Maple Leafs’ Plekanec adjusting in dress rehearsal for playoffs

Tomas Plekanec talks about adjusting to the trade to the Leafs, his rivalry against Bruins’ Brad Marchand, and what the future holds for him.

TORONTO – Mike Babcock made a point of not asking his friend Claude Julien for intel on Tomas Plekanec after the Toronto Maple Leafs traded a nice package of futures in order to dress Montreal’s long-serving centreman in blue.

“If you made the deal and you ask and you don’t get any good feedback, what do you do? I already made the deal,” chuckles Babcock, noting that calling a rival coach prior to a trade would be tampering. “I’m not into bad news after the fact.”

So it came of some relief when Canadiens general manager Marc Bergevin, who orchestrated the deadline rental, sent a glowing report on Plekanec to the Toronto coach.

“We feel he’s going to be real important for us,” Babcock says. “We’re real confident in his ability and his professionalism.

“It’s real important to have a [forward] group you can put out against anybody, besides [Nazem] Kadri’s group, and I think he’ll be able to do that for us, especially as we add our depth back. That’ll help him.”

Leafs Nation may feel underwhelmed by the clean-shaven Plekanec’s first seven games in strange clothes. The veteran has yet to register a point for his new club and has been a minus-2 while skating about 10 minutes a night instead of his usual 16. (Were his powers attached to his goatee?)

In truth, it’s too early to judge the trade until Auston Matthews returns to Toronto’s lineup (the superstar skated in a yes-contact sweater Saturday morning and is nearing a healthy return, Babcock says), and the playoffs start.

Plekanec – a $6-million impending UFA on track for a July 1 pay cut and, quite possibly, a return to Montreal – is here for a specific purpose: Be a second shutdown centre, kill penalties, and win critical draws in the post-season. This is all a dress rehearsal for April.

“There’s some bumps in the road,” admits Plekanec, still wrapping his brain around a new defensive-zone structure and searching to strike chemistry with a revolving cast of wingers. “It’s getting better every day. I feel much more comfortable now than I did 10 days ago.”

St. Patrick’s night, Plekanec will face-off against the only franchise he knew for 15 years. He went to dinner Friday night with some of his former teammates and it “felt like old days – but it’s a different time now,” he says.

“It’s always a good mood around here, and we’re just getting ready for the playoffs.”

Julien has dubbed the reliable, flash-free (turtleneck notwithstanding) Czech “the ultimate professional,” and the P-word continually pops up when you speak to players on either side of hockey’s oldest rivalry about Plekanec.

The guy even says he’s fine with shaving every couple of days because he likes to follow rules. He’s a Lou Lamoriello dream.

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“He’s just a professional. He shows up every day. Even on days off, he has a tough time staying home. He’s kinda got a routine that he’s gotta stick to,” says Brendan Gallagher.

“I’d probably enjoy hitting him. I had a lot of fun with Pleky over the years. Anytime you get a chance to play against one of your friends, you’re gonna have fun with him before, but during the game, you want to win because you don’t want to hear about it all the time. It’s going to be a fun night.”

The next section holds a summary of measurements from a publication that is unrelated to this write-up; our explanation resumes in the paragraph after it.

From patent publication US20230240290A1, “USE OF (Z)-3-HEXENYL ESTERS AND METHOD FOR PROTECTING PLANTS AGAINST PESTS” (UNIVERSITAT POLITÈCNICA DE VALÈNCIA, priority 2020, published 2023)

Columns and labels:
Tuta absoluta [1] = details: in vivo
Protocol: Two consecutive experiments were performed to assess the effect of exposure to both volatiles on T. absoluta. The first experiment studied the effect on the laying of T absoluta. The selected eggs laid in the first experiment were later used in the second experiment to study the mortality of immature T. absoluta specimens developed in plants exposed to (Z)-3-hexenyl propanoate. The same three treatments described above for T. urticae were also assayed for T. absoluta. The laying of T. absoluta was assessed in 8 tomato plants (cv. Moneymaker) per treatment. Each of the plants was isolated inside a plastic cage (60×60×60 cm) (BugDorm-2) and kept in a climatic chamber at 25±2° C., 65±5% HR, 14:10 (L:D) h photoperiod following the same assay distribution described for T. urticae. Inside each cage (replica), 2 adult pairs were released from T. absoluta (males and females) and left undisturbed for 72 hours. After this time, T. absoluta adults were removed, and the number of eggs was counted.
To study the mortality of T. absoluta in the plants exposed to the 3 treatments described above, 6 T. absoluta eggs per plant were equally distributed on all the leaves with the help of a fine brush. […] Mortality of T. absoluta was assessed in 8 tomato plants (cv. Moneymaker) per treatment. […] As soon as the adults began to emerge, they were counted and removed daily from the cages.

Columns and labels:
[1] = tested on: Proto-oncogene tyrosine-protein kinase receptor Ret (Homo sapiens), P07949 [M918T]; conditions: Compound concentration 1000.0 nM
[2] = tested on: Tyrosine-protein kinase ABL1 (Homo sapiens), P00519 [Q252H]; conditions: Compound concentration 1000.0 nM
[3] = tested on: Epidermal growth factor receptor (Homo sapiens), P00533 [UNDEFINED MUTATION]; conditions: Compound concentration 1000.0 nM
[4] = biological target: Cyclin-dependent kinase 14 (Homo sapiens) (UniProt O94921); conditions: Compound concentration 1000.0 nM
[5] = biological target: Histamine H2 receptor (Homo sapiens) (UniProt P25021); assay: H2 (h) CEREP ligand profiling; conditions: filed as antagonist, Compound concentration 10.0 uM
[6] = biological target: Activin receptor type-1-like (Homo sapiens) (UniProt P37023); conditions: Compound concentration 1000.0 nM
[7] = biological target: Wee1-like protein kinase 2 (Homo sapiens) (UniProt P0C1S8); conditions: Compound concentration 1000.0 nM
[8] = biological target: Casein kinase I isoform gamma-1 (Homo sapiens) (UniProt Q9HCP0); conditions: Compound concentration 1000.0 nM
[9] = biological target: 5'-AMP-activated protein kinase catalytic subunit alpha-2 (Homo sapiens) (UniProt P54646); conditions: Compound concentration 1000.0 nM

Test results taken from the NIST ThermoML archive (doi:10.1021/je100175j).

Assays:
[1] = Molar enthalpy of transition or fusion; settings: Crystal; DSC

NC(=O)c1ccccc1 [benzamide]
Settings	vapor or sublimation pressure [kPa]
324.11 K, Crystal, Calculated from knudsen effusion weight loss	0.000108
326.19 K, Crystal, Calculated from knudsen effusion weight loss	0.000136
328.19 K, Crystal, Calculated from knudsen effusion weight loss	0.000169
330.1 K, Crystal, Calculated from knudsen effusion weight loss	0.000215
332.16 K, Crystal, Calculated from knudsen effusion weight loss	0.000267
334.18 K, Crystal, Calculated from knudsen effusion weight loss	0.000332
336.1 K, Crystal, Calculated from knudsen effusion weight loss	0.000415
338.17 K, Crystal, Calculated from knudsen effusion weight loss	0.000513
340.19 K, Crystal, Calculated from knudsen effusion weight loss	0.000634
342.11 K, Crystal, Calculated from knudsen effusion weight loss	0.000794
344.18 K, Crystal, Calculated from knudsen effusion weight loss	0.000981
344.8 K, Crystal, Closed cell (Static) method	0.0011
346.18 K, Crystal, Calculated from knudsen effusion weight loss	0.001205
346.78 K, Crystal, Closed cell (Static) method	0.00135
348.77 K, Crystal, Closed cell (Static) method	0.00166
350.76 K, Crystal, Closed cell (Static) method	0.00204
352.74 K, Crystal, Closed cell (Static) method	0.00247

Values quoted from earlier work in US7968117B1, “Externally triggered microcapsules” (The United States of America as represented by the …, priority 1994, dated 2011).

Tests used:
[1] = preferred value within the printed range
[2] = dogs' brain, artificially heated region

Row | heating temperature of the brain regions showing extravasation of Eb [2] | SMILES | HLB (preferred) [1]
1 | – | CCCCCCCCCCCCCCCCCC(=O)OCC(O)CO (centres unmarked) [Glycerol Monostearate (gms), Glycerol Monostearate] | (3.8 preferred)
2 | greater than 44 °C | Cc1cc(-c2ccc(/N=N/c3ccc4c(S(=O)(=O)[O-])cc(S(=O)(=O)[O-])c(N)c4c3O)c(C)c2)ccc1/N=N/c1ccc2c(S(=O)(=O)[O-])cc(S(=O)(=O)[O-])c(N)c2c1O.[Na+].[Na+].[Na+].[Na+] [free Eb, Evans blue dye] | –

Plekanec’s understated work ethic rubbed off on a young Gallagher. The winger can still recall the look Plekanec would shoot him on the bench if he did something stupid and the diligence with which he approached the craft of shutdown centre.

“The way he did it, he was very smart. He was very good at picking apart little holes in the opponents and passing that on,” Gallagher says.

“He’s not the most outspoken or vocal guy, but I think the way he leads by example is important.”

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Although the trade didn’t catch Plekanec by surprise, that doesn’t exactly make temporarily moving away from your wife and children in Montreal to go live in a downtown Toronto hotel much easier. Countryman and one-time Canadiens teammate Tomas Kaberle has helped Plekanec get accustomed to his new city, and Plekanec’s relationship with Bergevin has not been damaged by the transaction.

“I respect Marc so much. I appreciate all my time I had in Montreal and that chat we had prior to what happened. I’m perfectly fine with it,” Plekanec says.

“He could have traded me without even talking to me. I didn’t know where I’m going – we didn’t talk about that – but I knew I was staying in the East. We talked about that, so I was really happy.”

When his Toronto stint is over, Plekanec will have 999 NHL games played. It’s not so farfetched to imagine him slipping on a Montreal sweater for 2018-19’s opening night and celebrating Game 1,000 and an emotional homecoming all at once. He hopes that door is open.

For now, however, the ultimate professional is focused solely on improving his game for Toronto’s sake, trying to learn a fresh system so his natural instincts can take over come playoff time.

“When things come automatic and you react and you’re feeling good about yourself and you know what’s going on, things go better. When you think too much, your feet don’t move,” Babcock says.

“Proud guy. Wants to do well. Don’t overthink, just play. He’ll be great tonight.”

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